2. G. M. Escandar, A. C. Olivieri, N. M. Faber, H. C. Goicoechea, A. Muñoz de la Peña, and R. J. Poppi, “Second- and third-order multivariate calibration: data, algorithms and applications,” Trends in Analytical Chemistry, vol. 26, no. 7, pp. 752–765, 2007. View at Publisher · View at Google Scholar · View at Scopus
  3. K. R. Murphy, C. A. Stedmon, D. Graeber, and R. Bro, “Fluorescence spectroscopy and multi-way techniques. PARAFAC,” Analytical Methods, vol. 5, no. 23, pp. 6557–6566, 2013. View at Publisher · View at Google Scholar · View at Scopus
  4. X. Zhang and R. Tauler, “Application of multivariate curve resolution alternating least squares (MCR-ALS) to remote sensing hyperspectral imaging,” Analytica Chimica Acta, vol. 762, pp. 25–38, 2013. View at Publisher · View at Google Scholar · View at Scopus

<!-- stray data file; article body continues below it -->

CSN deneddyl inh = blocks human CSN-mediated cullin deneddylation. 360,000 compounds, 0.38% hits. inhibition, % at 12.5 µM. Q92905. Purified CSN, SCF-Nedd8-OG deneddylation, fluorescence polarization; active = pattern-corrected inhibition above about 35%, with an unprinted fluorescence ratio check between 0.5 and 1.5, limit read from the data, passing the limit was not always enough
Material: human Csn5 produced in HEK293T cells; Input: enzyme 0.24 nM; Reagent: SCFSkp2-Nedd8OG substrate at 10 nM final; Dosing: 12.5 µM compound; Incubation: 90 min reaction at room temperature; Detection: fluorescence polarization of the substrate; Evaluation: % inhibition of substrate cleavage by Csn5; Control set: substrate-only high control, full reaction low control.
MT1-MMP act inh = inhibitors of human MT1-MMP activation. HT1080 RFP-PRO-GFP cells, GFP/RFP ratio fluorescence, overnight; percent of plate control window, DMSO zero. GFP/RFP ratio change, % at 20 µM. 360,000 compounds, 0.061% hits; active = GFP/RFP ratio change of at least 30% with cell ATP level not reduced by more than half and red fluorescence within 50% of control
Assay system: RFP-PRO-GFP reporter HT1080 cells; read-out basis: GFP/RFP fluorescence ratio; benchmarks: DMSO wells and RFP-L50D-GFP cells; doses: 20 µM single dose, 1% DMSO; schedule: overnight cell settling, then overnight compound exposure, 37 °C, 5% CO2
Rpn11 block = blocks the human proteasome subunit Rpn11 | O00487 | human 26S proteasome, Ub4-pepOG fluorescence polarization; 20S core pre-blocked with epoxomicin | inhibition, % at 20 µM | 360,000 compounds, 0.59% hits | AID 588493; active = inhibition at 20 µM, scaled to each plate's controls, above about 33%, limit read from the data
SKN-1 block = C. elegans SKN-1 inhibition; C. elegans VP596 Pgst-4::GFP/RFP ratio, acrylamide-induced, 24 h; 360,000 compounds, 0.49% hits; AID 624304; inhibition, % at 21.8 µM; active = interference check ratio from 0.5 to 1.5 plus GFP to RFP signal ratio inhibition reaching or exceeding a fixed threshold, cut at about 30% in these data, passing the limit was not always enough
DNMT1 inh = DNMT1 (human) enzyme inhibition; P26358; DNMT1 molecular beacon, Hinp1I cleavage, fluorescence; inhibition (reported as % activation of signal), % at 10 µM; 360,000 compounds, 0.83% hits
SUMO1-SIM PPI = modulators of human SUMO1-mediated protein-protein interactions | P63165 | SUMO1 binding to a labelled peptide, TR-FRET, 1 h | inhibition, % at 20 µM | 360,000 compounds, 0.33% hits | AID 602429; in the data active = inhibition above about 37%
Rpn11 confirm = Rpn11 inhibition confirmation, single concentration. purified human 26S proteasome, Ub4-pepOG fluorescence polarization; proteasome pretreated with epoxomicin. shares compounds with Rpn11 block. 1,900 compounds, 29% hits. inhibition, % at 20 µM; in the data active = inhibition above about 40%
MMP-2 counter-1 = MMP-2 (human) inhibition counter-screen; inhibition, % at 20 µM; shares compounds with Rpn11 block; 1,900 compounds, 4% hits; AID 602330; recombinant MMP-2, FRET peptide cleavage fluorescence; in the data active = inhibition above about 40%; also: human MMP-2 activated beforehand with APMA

5. V. Gómez and M. P. Callao, “Analytical applications of second-order calibration methods,” Analytica Chimica Acta, vol. 627, no. 2, pp. 169–183, 2008. View at Publisher · View at Google Scholar · View at Scopus
  6. M. C. Ortiz, L. A. Sarabia, M. S. Sánchez, and D. Giménez, “Identification and quantification of ciprofloxacin in urine through excitation-emission fluorescence and three-way PARAFAC calibration,” Analytica Chimica Acta, vol. 642, no. 1-2, pp. 193–205, 2009. View at Publisher · View at Google Scholar · View at Scopus
  7. H. A. L. Kiers and A. K. Smilde, “Some theoretical results on second-order calibration methods for data with and without rank overlap,” Journal of Chemometrics, vol. 9, pp. 179–195, 1995. View at Google Scholar